A conductive polymer boom

Inherently conductive polymers (ICPs) are finally about to leap from the laboratory into the commercial world.

Invented in 1977, ICPs have been around for a while, but their true commercial potential has never been realised.

Brian Balmer Industry Analyst at Frost & Sullivan explains, ‘until now, ICPs have been aimed at the traditional conductive polymer markets of electrostatic discharge packaging and anti corrosive coatings. However, they found it difficult to compete on price with existing conductive polymers which are produced by incorporating materials such as carbon black, carbon fibre or fragments of stainless steel into the base polymer. Hence their performance in these markets has been poor. But, new cutting edge technologies such as organic light emitting diodes for flat screen displays, dimmable windows and fuel cells will see sales of ICPs rocket over the next 6 years.’

The fastest growth area for the use of conductive polymers is that of Organic Light Emitting Diodes OLEDs, which are a new way to generate, light, using organic materials rather than the complex crystalline structures found in traditional Light Emitting Diodes (LEDs).

OLEDs are used for the production of flat panel displays that include cell phones, personal digital assistants (PDAs), monitors and televisions. The current global OLED market stands at about $3 million and is expected to mushroom to more than $700 million by 2005.

Current advances in display technology will very shortly enable a new generation of flexible and formable ultra-thin displays to become more widely available. In the longer term, displays of all shapes and sizes will become part of the structure of our surroundings and inexpensive, paper-thin displays will be incorporated into the walls and even the furniture of our offices and homes. Displays could also be flexible and transparent, allowing large area flexible displays to be rolled up for storage and transport. You will even be able to roll up your PC screen! Transparent displays could be used in windows to provide advertising space for shops, or to show travel information on car windscreens.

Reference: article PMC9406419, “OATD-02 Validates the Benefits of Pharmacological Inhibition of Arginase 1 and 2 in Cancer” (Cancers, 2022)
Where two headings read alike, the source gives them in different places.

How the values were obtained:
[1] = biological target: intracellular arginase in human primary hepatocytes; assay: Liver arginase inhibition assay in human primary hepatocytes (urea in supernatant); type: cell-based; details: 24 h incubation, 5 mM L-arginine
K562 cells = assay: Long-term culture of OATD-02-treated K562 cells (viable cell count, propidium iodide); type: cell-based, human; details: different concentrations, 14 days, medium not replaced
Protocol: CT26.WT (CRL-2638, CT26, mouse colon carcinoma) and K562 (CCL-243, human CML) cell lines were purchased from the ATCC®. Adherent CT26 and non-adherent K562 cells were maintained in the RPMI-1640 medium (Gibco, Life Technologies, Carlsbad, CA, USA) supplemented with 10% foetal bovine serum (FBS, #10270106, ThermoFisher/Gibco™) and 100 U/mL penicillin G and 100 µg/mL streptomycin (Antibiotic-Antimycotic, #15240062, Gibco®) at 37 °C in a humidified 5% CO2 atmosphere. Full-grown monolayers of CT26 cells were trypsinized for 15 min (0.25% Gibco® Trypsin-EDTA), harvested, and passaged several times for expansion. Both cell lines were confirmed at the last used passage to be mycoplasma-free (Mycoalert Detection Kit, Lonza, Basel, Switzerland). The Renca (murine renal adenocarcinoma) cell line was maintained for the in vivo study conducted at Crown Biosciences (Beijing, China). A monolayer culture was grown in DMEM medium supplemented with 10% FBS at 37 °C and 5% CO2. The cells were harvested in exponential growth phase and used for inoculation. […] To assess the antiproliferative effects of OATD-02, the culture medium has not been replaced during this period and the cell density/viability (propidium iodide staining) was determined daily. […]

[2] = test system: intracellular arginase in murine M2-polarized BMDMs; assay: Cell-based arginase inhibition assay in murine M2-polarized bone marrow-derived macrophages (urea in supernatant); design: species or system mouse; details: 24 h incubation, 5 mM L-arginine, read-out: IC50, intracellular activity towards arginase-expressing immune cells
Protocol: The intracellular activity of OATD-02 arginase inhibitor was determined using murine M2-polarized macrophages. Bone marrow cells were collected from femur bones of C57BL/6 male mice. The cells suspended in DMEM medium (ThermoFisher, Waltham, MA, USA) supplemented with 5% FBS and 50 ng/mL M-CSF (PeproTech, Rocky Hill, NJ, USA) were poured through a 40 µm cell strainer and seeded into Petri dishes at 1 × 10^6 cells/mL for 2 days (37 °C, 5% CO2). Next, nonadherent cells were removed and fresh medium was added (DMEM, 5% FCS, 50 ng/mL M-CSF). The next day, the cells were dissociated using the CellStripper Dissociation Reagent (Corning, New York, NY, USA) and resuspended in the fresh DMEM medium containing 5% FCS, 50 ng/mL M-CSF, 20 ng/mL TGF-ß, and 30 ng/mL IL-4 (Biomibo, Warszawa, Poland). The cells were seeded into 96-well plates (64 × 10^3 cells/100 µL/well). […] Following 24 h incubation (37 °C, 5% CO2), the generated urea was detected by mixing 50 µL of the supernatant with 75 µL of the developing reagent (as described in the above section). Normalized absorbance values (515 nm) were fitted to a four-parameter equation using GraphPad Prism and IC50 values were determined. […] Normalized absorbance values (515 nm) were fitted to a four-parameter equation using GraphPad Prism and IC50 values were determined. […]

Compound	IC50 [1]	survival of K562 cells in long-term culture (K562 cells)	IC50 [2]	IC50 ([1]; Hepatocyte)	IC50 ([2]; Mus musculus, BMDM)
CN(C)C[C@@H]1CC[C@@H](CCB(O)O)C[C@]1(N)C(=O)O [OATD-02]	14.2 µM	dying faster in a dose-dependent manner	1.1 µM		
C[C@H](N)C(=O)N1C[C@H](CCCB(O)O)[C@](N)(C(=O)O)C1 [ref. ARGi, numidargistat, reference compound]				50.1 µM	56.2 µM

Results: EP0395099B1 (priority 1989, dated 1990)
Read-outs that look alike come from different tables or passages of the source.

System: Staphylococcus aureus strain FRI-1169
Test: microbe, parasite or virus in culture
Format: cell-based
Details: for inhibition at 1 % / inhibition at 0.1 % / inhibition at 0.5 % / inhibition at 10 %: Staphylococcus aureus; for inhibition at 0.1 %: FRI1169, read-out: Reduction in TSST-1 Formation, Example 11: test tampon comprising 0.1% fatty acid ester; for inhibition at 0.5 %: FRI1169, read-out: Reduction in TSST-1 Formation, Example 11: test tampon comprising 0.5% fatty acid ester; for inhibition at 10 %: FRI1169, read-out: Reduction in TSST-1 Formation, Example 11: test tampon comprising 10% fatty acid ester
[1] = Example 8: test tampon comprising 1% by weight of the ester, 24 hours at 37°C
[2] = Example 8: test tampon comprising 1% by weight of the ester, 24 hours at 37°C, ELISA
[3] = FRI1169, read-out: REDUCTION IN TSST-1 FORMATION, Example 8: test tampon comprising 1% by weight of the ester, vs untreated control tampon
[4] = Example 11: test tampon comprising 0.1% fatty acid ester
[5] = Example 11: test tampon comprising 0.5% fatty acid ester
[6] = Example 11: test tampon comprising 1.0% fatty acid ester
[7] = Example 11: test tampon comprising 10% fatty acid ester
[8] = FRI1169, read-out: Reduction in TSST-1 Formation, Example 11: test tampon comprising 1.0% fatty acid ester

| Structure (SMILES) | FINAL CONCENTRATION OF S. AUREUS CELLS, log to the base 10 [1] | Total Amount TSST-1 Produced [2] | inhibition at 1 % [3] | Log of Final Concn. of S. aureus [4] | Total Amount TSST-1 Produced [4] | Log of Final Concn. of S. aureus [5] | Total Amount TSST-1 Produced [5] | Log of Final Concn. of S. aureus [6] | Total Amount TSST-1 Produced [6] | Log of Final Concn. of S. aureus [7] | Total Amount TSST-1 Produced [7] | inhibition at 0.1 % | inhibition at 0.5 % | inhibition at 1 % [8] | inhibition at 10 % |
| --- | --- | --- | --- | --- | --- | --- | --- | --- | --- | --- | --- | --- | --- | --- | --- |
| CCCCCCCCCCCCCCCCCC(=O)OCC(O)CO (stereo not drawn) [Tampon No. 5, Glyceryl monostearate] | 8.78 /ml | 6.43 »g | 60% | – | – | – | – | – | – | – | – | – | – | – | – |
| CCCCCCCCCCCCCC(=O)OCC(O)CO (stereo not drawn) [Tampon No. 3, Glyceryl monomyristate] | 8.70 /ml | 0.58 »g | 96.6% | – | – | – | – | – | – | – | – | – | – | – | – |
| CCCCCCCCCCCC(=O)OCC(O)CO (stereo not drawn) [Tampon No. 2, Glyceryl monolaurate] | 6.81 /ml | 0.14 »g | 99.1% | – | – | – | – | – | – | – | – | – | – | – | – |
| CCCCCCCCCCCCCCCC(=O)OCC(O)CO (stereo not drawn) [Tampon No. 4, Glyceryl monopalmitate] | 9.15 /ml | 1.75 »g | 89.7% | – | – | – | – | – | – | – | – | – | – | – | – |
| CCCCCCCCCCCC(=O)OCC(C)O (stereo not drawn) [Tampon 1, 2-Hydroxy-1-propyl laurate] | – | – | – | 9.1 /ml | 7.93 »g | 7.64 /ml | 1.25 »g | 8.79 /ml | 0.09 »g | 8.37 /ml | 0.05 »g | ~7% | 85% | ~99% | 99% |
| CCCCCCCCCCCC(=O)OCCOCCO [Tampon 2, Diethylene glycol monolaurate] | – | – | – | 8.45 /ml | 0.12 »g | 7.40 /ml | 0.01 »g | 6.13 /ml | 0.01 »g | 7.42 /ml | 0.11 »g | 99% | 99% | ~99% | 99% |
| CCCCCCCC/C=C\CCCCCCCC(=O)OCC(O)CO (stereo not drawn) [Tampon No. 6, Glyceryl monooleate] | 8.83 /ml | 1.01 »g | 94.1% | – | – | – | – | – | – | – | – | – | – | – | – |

Low power all-plastic displays, when available in full colour versions, will be of obvious attraction in emerging wireless Internet handsets. Design engineers currently possess few viable display alternatives for use in these consumer electronics applications whose use is set to explode in the next three years.

A new study is currently available from Frost & Sullivan that examines the current and future potential of three main types of ICP – polyaniline, polythiophene (PEDT) and polypyrrole. For more details visit the company web site.

On the web